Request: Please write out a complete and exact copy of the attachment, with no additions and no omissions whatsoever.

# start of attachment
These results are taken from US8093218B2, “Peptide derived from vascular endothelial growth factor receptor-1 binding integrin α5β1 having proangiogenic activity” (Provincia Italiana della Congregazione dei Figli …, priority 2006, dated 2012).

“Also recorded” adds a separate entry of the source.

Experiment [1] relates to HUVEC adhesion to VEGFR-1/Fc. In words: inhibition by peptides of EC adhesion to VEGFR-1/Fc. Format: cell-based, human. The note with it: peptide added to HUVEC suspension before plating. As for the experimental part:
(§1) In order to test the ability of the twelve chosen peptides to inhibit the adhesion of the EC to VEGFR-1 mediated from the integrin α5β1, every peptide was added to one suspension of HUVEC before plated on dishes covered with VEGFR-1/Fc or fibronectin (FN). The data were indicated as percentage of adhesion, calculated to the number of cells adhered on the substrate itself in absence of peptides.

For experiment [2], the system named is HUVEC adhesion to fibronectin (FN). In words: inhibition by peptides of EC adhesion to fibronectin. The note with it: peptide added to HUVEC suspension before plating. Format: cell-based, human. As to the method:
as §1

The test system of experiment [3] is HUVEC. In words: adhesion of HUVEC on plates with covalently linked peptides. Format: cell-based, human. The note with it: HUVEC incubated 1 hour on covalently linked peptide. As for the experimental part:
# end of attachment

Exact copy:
These results are taken from US8093218B2, “Peptide derived from vascular endothelial growth factor receptor-1 binding integrin α5β1 having proangiogenic activity” (Provincia Italiana della Congregazione dei Figli …, priority 2006, dated 2012).

“Also recorded” adds a separate entry of the source.

Experiment [1] relates to HUVEC adhesion to VEGFR-1/Fc. In words: inhibition by peptides of EC adhesion to VEGFR-1/Fc. Format: cell-based, human. The note with it: peptide added to HUVEC suspension before plating. As for the experimental part:
(§1) In order to test the ability of the twelve chosen peptides to inhibit the adhesion of the EC to VEGFR-1 mediated from the integrin α5β1, every peptide was added to one suspension of HUVEC before plated on dishes covered with VEGFR-1/Fc or fibronectin (FN). The data were indicated as percentage of adhesion, calculated to the number of cells adhered on the substrate itself in absence of peptides.

For experiment [2], the system named is HUVEC adhesion to fibronectin (FN). In words: inhibition by peptides of EC adhesion to fibronectin. The note with it: peptide added to HUVEC suspension before plating. Format: cell-based, human. As to the method:
as §1

The test system of experiment [3] is HUVEC. In words: adhesion of HUVEC on plates with covalently linked peptides. Format: cell-based, human. The note with it: HUVEC incubated 1 hour on covalently linked peptide. As for the experimental part: